6. What was the client’s initial response to installing a living wall? And the end result?
My client was looking to do a living wall so I offered this system because is faster, cheaper and better for the plants than other living wall systems.
7. What was your experience working with Woolly Pocket?
It was an easy process. The people from Woolly Pocket answered all my questions. The website is very helpful too, like the videos.
8. What do you see as the greatest benefit of using Woolly Pockets?
Its nice, fast, easy and a great environment for the plants.
9. How are living walls & vertical gardening changing landscape design?
In big cities where there is not enough horizontal space we need to have vertical vegetation in order breath and keep our environment clean. I see the future full of vegetation growing vertically, even for agriculture.
10. How/where are you planning to use Woolly Pockets next?
I cant wait to have them everywhere, I think they automatically make a space look nicer. I would love to have them in buildings facades.
In this past weekend’s New York Times Magazine, a photograph was published that caught our eye. With Jamie Durie smiling in his backyard japanese soaking tub, you may not have noticed the tapestry of plants hanging behind him. I know, I know, it’s hard to focus on anything else, but indeed there is a Woolly Pocket Living Wall right there! We’ve added arrows to show what we’re talking about:
LOGO TV airs their newest reality show “The Arrangement” tonight (Monday, October 4th) at 11pm/10c! If you’ve loved Top Chef, and always wished for the Floral Design version, your dreams have now come true.
All over the set you will find lush Woolly Pocket Living Walls! Behind the judges’ table, filling empty windows in the workroom, and above the couch in the “kiss and cry” room – Wallys are everywhere! Islands, too, hang out around the set, also filled with tropical indoor plants.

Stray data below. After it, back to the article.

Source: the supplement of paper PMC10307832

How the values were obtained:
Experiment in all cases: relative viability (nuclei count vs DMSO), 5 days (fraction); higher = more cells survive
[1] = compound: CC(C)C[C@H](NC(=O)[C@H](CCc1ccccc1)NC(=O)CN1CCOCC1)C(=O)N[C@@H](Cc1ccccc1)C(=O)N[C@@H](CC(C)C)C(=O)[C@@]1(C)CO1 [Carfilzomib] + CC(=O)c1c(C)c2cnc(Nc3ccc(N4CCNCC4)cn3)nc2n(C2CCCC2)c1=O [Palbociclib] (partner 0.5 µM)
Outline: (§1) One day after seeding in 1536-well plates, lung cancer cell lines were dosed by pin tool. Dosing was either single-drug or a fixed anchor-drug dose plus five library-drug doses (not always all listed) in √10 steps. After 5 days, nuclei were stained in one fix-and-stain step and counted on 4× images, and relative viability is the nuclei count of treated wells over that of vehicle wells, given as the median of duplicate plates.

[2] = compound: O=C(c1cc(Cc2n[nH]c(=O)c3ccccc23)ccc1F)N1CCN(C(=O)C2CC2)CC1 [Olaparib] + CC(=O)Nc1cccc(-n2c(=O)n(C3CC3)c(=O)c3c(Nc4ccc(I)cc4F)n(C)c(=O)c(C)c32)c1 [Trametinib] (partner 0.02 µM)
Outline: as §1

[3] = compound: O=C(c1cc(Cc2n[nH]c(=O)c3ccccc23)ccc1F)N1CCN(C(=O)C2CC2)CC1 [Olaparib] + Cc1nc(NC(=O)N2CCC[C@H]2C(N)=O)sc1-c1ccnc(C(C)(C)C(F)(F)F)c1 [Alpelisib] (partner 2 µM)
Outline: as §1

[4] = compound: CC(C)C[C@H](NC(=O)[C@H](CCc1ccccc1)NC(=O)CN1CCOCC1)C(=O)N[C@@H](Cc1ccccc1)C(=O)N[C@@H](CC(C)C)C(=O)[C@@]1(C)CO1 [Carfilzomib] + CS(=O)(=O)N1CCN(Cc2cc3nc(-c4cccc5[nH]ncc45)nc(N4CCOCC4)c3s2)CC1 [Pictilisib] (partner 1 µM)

Set your Tivos and DVRs and see who will be “weeded out” weekly. And of course, check out the amazing floral designs! LA Times’ David Keeps said “I’ve never seen anything quite like it, and I hope to see a lot more.”
Image ©suthi picotte
Our friends at Lushe from ‘down under’ recently blogged about a little project we had a woolly hand in:
Read all about it and see more amazing photographs on their comprehensive blog dedicated to vertical gardens:
Last week, Wally put on his “tiki shirt” and went to San Diego for the CalScape Expo. Installed on several moving walls, Wally created instant, lush backdrops blooming with bromeliads, colorful crotons, and other healthy beauties from our friends at Olive Hill Greenhouses!
One Wally wall shared the Woollypockets booth with Lil’ Meadow triplets (in matching tropical regalia) and our new “Woolly Bar” – a place for Pockets to hang out at Garden Centers and Nurseries while they wait for you to take them home!
Wally dressed all in white (and green) to grace the stage and hang with the speakers and the beautiful competition arrangements.
A third tropical wall hung out in the show lobby, waiting for Honorees, Award Winners, and Special Guests to take pictures with him! Here’s a few of our faves…
Floral Design Superstar, René van Rems, and his inspiring new book René’s Bouquets
Wally was especially thrilled to stand behind his hero, Bill Wolverton, the scientist who’s pioneering work for NASA started the indoor plant revolution. Loved his speech, especially this part; “Modern high efficiency buildings need plants & soil microbes for indoor air quality!” A lifetime of achievements, indeed! And we are all anxiously awaiting his new book Plants: Why We Can’t Live Without Them, available in October.
Congrats also to Dick Ott, 2010 PIA Professional Hall of Fame Inductee! He won over the crowded room of professional plantscapers, when he said “We’re very fortunate to be in our industry, making others smile!” Couldn’t agree more!
Thanks to everyone who stopped by to say hi! And look for Wallys full of beautiful and well cared-for plants in lobbys, restaurants and stores near you!
Image via hglodge.com
We just got a scoop on a wild living wall up in Seattle! The Hunter Gatherer is a newly renovated bar featuring a 21 foot living wall with a twist: taxidermy animal heads peeking out from behind a green cascade of Pothos plants! The wall was designed and planted by Matt and Amoreena Herbage of Midnight Blossom, an amazing floral design studio in Seattle. They are a super creative husband and wife team with a strong sense of design and intention behind their work:
Our goal is to create the most unique and imaginative floral art, combining gorgeous, eye-catching and interesting flowers with the natural botanical elements native to our beautiful Pacific Northwest, such as hand collected stones, driftwood, and sand.
And, they also carry Woolly Pocket Living Walls!
Image via midnightblossom.com
Image via hglodge.com
Image via myballard.com